I love sparkly things. I love the way the sun sparkles on still water. The sun glittering through newly green leaves. A horse's coat that shimmers in the sun.

I do NOT, however, want fake jewels on my riding attire, or my tack. Give me good well-oiled leather, plain, and nice fabrics without piping or insignia.

There was a beloved vintage dress once, discovered in the bottom drawer of a dresser in a junk shop, that came from Paris and had tiny mirrors and sequins sewn into the bodice. The skirt was voluminous and made of a rich merlot fabric that was iridescent. The entire dress shimmered. I loved that dress, and wore it for signature occasions through a number of years.

It is gone now, and thank goodness, because if I wore it and anyone said the word "bling-bling" something, although I'm not exactly sure what, would be ruined.

Thought for the day: words have great power.

Friday, December 15, 2006

gifts from above

Yesterday a squirrel fell from the sky and landed quite literally at my feet. (no harm was done, as he took off when Keats the cat came running to check him out)

Then the great runic X appeared.

This morning a mysterious seed fell from nowhere onto the dining room floor. I saw it land and heard the tiny click as it hit the hardwoods. I have soaked and planted it to see what grows.

Tuesday, December 12, 2006


Today I am sending something out - one of my strange and lovely birds is ready to fly.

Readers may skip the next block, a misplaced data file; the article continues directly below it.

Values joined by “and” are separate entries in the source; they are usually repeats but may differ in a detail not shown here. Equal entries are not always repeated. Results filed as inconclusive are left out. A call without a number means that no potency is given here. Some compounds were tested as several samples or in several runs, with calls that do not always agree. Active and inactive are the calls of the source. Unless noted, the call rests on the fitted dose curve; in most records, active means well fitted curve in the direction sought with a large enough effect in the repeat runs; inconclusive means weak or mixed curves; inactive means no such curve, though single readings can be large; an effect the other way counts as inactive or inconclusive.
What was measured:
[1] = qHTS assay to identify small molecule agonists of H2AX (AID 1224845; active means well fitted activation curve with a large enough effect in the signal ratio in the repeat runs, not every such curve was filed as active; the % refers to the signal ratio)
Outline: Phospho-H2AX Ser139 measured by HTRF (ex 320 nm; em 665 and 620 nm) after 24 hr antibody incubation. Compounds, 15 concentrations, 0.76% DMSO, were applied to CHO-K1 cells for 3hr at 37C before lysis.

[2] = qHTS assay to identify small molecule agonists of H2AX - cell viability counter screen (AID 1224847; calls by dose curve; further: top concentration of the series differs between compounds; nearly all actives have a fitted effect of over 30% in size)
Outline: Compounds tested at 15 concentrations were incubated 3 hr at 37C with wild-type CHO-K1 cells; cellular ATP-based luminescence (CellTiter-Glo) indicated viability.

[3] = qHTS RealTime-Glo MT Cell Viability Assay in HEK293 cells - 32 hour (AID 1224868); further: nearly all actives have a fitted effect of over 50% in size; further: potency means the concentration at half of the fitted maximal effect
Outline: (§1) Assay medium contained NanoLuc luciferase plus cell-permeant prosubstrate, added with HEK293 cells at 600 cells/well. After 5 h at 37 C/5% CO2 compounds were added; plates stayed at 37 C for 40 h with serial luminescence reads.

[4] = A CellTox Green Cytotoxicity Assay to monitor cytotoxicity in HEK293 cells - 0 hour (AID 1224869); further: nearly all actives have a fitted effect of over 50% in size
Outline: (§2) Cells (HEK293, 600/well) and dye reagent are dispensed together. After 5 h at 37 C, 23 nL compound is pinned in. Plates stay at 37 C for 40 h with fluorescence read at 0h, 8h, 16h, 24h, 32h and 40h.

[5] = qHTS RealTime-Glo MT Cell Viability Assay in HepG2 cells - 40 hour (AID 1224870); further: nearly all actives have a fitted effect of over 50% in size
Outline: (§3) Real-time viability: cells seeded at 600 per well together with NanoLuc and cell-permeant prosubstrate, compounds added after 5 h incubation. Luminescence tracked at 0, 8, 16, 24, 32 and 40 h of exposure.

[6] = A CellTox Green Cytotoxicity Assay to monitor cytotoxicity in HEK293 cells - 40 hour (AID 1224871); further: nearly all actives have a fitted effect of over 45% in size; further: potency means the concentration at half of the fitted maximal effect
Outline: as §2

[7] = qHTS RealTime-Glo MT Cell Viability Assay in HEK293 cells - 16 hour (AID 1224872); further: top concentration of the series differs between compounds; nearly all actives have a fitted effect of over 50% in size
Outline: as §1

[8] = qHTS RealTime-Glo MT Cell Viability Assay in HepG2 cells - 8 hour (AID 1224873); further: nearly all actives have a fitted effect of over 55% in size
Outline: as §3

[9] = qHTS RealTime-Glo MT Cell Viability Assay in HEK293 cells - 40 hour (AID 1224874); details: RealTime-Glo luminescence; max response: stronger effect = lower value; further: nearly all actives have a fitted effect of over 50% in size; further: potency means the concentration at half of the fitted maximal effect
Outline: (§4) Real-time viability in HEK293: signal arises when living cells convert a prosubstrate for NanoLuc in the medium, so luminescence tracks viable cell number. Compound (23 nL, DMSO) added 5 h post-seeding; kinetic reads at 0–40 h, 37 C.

If you will, send some energy to help it find its new home.

Quickly, before the cold sets in again.

Saturday, December 09, 2006

everything is illuminated

Yesterday's focus was illumination... and I was pleased and surprised when I looked up from my chair to see that the object of the sun's focus through my window was the desk and the work in progress.

Friday, December 08, 2006

pas de deux

in my new training routine with keil bay, I'm on a 3-day work, 1-day off schedule, with some pretty specific exercises that build from one day to the next. tuesday we did lots of walking, very forward and engaged, with crisp halts, a bit of leg-yielding, and various figures. some trotting on a loose rein. wednesday we added trot work, mostly walk-trot-walk transitions, and one bit of canter to stretch things out. turns on the haunches, turns on the forehand.

we have also added some leg and neck stretches for him on the ground, and a tail pull exercise that stretches the muscles along the top of his back.

yesterday, my daughter and her pony joined us for the warm-up and intensive trot work with more canter added in. it was windy and quite blustery at times, so both keil bay and the little man were initially preoccupied with leaves blowing in circles and especially the back field, which they seemed to think might be brewing monsters.

but... no hind issues for keil bay any of these days, and the trot/canter transitions were very good, primarily b/c I am working on how I ask for them.

we ended the work-out on a whim that turned to zen - pas de deux.

we rode side-by-side, keil bay on the rail, and the little man on the quarter line, since his stride is so much smaller.